Gov. Phil Bryant at an afternoon press conference Thursday at the Fair.
Gov. Phil Bryant at an afternoon press conference Thursday at the Fair.
Gov. Phil Bryant pointed to Weyerhaeuser here in Philadelphia as an example of one of the many economic expansions in the state at his annunal press conference at the Neshoba County Fair.

This is the second time in two weeks that the governor has been in Neshoba County.

Bryant was at the Weyerhaeuser mill announcing a $57 million modernization plan that would include the purchase two continuous direct fired kilns and a new planer mill.

He also boasted about Southwire Company in Starkville and Uncle Ben's Rice in Greenville looking to expand their operations.

"They want to be a part of this economy that has added 36,800 jobs since January of 2011," he proclaimed.

Bryant said he has changed what he said regarding jobs in his State of the State address earlier this year.

"I said 'I want every Mississippian who wants a job to have one,'" he said. "I amended that. I want every Mississippian to have a job even if they don't want one."

Lately, Bryant has been burdened with the issue of immigration which has stemmed from nearly 200 migrant children being placed throughout the state.

After questioning the state's Department of Human Services and Catholic charities about who and where the children are, Gov. Bryant said he received a unanimous reply of "I don't know."

"We simply want to know who these children are and where are they!" Bryant exclaimed. "We don't know their physical and mental state or if they have been subject to human trafficking."

Bryant spent a few minutes clarifying he has no intention of sending the Mississippi National Guard to Texas to assist in border control, although he said in his speech he'd talked to Texas Gov. Ricky Perry and offered assistance.

Gov. Bryant was disappointed in the wake of the 2-1 Fifth Circuit Court ruling striking down a law enforcing the state's only abortion clinic to seek hospital admitting privileges.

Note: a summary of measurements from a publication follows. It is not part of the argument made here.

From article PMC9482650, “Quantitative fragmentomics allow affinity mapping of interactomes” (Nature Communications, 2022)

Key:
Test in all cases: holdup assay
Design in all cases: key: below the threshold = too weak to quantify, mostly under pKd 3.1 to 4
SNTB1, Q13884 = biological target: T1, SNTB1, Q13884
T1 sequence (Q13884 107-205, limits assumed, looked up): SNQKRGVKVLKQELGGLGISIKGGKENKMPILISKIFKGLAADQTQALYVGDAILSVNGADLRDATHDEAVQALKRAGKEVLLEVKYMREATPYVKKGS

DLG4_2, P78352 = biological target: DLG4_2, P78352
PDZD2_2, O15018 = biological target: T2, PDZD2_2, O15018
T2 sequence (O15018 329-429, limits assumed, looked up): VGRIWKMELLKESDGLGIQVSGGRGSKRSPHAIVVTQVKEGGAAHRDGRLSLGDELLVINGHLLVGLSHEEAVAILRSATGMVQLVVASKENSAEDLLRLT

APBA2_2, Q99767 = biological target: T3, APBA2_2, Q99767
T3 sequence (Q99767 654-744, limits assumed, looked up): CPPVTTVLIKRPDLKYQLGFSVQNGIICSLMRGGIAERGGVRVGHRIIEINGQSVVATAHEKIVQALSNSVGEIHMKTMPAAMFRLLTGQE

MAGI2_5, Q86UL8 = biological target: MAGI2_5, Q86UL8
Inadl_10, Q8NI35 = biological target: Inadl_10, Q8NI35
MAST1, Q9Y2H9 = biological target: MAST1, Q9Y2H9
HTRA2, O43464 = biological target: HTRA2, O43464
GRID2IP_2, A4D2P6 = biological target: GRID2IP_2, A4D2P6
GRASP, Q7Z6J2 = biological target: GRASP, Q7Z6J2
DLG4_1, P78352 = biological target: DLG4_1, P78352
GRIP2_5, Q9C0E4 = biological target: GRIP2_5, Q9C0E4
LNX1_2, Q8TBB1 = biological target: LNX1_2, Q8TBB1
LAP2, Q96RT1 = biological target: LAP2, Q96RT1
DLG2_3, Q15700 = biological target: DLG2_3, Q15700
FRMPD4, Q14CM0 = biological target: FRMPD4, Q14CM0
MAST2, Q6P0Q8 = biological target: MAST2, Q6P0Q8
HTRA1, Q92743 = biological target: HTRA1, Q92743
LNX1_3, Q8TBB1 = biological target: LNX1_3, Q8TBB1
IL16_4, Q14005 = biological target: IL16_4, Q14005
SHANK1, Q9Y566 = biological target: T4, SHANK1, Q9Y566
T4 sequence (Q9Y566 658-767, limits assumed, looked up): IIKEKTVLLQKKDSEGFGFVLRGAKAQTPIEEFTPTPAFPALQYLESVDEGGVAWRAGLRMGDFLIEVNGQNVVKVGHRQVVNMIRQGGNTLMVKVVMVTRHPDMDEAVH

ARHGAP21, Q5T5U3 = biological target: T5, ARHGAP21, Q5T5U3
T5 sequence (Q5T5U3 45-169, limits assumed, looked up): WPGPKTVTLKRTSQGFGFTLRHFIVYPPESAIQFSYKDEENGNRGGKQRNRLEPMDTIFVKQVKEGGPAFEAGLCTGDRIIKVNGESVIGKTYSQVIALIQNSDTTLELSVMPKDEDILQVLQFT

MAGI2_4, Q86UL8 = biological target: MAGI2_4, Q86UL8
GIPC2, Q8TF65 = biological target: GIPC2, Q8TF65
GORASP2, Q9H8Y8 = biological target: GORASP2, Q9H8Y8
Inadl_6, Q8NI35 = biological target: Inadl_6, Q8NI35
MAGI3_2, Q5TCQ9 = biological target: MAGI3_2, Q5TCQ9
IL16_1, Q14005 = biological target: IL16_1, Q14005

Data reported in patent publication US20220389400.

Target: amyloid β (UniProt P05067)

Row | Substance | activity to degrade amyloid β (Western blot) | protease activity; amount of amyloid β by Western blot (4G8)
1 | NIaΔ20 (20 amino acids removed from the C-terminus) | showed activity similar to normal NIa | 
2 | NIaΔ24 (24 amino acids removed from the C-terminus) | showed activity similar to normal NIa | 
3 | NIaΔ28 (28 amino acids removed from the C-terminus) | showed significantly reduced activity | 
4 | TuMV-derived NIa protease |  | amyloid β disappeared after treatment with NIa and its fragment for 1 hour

"The law was not unconstitutional," he said. "I do not think it is too much to ask for admitting privileges for a major medical procedure."

Bryant said the state will appeal the ruling and will take it to the U.S. Supreme Court if need be.

"We must protect women's health and we must protect the unborn," he said.

The governor expects the state legislature to pour more money into the Department of Education next year, but is concerned over the current lawsuit being filed to fully fund MAEP.

"It will allow action for Chancery Court in Hinds County, and it may make the Legislature pay it [MAEP]," he said.

Former Gov. Ronnie Musgrove and other lawyers are currently trying to recruit school districts in their fight to fully fund MAEP.

Bryant said if the court rules in favor of the school districts, the ruling would be a "separation of powers issue."

"The courts should not tell the Legislature what funds to pay," he said.

At the moment, the governor said he would not vote for fully funding MAEP.

"To fund MAEP, you would have to make sufficient cuts in other areas," he said. "And we don't know if we will have another economic crisis like in we had a few year ago."

At the press conference at the Denley-Salter cabin, Bryant confirned that he will seek re-election in 2015.

Earlier at the Pavillion, Bryant closed the speaking on Thursday at the Neshoba County Fair recognizing the resilience of Mississippians after the April tornado that hit Louisville.

He said First Lady Deborah Bryant was in Louisville shortly before the tornado and stayed through the night tending to those in the disaster shelters.

He said he works to ensure every Mississippian who wants a job can get one, and those that don't want one will get one as well. He hits issues like the 2nd Amendment, voter-ID and tax cuts.

He said Mississippi would appeal "to the US Supreme Court" if necessary on a recent federal court decision striking down requirements that anyone performing an abortion had to have local hospital admitting privileges. Bryant said illegal immigration is the greatest threat to the country and he recently offered to send help to Texas Governor Rick Perry to help secure the border, but that while Perry said he appreciated the offer, Texas can take care of itself.

The morning began with two challengers to Third District Congressman Gregg Harper (R-Pearl) with speeches from independent Robert Gerrard of Meridian and Democrat Doug Magee of Mendenhall. They were followed by Chancery Judge Joey Kilgore who is unopposed for reelection.